For things to screen for: Avian Polyomavirus; PBFD/Psittacine Beak and Feather Disease; Pacheco’s Disease (and in some circumstances, Chlamydophila/Psittacosis)
Avian Cholera (Pasteurellosis) is transmitted via inhalation or ingestion of infected material (food, water, discharge, dirt/droppings/dust). DNA testing can detect chronic or early infection, especially when samples are submitted from blood, choanal and cloacal swabs.
Knowing the sex of the bird is important because females need more calcium, especially if they begin egg laying. It’s also important to curb egg laying, which can and does happen without a male or any other bird around.
When you have a female bird it’s good to know so that you can quickly identify odd behaviors or symptoms of illness that may be egg binding or Dystocia. These are often life threatening conditions if not treated by a vet within a few hours.
Males might become more aggressive and territorial, but these behaviors could also be associated to a variety of other illnesses that need quick treatment to insure survival.
Find an avian vet near you http://aav.org/vet-lookup and
Another very productive search site is
These days, with birds growing fast in popularity as in home companions, many DVM’s are quite experienced and able to see and treat many birds. If you have a pet store that sells birds or know of any bird breeders – ask them who they use for their bird care.
When it comes to the feather loss, while it might be related to the health issue that claimed your other lovey, it could also be nutritional:
Nutritional issues accounts for up to 90% of feather plucking problems according to some published veterinary medical studies and research. Some feather plucking that begins as the result of physical cause such as this or any one of those mentioned above, may end up a ‘habit’ – and once it’s a behavioral issue, it’s even more difficult to stop.
For more about the right nutrition for healthy feather and an overall happy bird take a look here www.4Animalcare.org/birds
Sleep deprivation may also contribute to this (and sometimes increased screaming and nipping). You may want to try establishing a separate sleep cage in a room that’s quiet with dim lighting - or offer the bird an opaque cover in their present cage, keeping the sounds and activity down in the house while it’s in sleep time.
Birds need 12 hours of sleep time, preferably the same hours every day. For example, if you tend to get up at 7 a.m. every morning, try to put the bird to bed at 7 p.m. every night and make it your priority when you get up (don’t leave them covered/in sleep cages while they can hear you up and about or it will only lend to their frustration and possibly stress levels).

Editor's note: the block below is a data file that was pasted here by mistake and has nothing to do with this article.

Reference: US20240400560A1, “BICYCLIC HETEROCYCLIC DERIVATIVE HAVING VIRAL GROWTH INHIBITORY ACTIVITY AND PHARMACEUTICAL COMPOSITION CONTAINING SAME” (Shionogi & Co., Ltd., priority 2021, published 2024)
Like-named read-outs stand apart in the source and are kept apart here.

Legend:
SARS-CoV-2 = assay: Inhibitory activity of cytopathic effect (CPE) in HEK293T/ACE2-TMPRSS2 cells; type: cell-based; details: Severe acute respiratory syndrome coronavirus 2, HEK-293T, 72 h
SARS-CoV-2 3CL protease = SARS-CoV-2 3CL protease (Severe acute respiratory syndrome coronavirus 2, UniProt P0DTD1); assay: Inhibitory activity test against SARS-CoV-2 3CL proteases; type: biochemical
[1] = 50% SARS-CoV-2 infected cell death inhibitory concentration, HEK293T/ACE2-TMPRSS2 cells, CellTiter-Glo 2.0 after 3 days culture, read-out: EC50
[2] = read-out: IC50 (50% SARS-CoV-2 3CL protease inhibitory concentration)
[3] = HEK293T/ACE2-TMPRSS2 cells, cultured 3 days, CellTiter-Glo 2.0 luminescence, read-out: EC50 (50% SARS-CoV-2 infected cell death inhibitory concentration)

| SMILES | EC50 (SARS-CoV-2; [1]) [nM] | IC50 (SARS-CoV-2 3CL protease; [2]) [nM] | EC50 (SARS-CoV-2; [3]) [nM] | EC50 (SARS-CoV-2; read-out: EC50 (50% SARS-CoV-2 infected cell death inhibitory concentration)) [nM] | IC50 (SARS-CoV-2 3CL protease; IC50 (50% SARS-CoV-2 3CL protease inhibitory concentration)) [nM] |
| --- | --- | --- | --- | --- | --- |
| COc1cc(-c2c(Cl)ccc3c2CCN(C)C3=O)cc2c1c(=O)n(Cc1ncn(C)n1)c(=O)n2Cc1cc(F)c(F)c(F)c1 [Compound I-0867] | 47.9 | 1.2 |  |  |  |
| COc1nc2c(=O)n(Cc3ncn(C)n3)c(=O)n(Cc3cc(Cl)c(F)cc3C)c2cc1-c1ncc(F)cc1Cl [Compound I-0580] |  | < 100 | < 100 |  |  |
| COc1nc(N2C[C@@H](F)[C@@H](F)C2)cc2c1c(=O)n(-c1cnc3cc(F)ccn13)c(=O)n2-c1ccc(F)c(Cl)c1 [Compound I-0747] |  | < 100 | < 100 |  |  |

Regular 12 hour sleep hours also help curb mating behavior, including egg laying.
Cage bound and unchallenged birds will self-mutilate. Does it have enough real wood to chew and shred? Enough room in the cage to fully turn around, side to side and upside down without (what would be his/her) tail feathers touching any side? Does the bird have three different sized perches of different materials? Rope perch, natural wood perch and 'rough' perch for nail and beak grooming. Make sure the perch near food dishes and higher up are the most comfortable ones since they will be using it more.
We have our rope and natural wood perches on the same level with the rough perch just a tad down from them.
Does your bird get to spend at least two hours out of cage every day? The average bird owner has their companions out on average for four hours (we found this very refreshing). Ours are out for at least 7 hours.
Back to the subject of food: A rule of thumb among avian veterinarians is a predominantly pellet diet with seeds, nuts, fresh fruits/vegetables/legumes and grains supplemented daily. We give them whole multi-grain oatmeal with cut up apple and/or banana in it for breakfast every day (just add warm water to the oatmeal, no need to fully 'cook' it) and their mid-day meal of whole wheat couscous and whatever veggie in season (choose the darkest greens like kale, collards, broccoli, etc).
provide more information and professional nutrition ideas.
Cuttlebone and mineral block are also essential, not just for the calcium, but for the outlet to bite and scrape their beaks.
Keeping the bird misted every few days with warm water (out of drafts of course) is also something that may help. Many birds enjoy sharing the shower with their people :) We'd just recommend that you use only baby safe products on yourself for this shower to reduce any possibility that the bird is harmed from regular soap/shampoo.
It sounds like you care a great deal about Adam and with your staying on top of things, being observant like you are, I believe you've caught this early enough to have a quick and successful outcome. Good job with him (or her) by the way.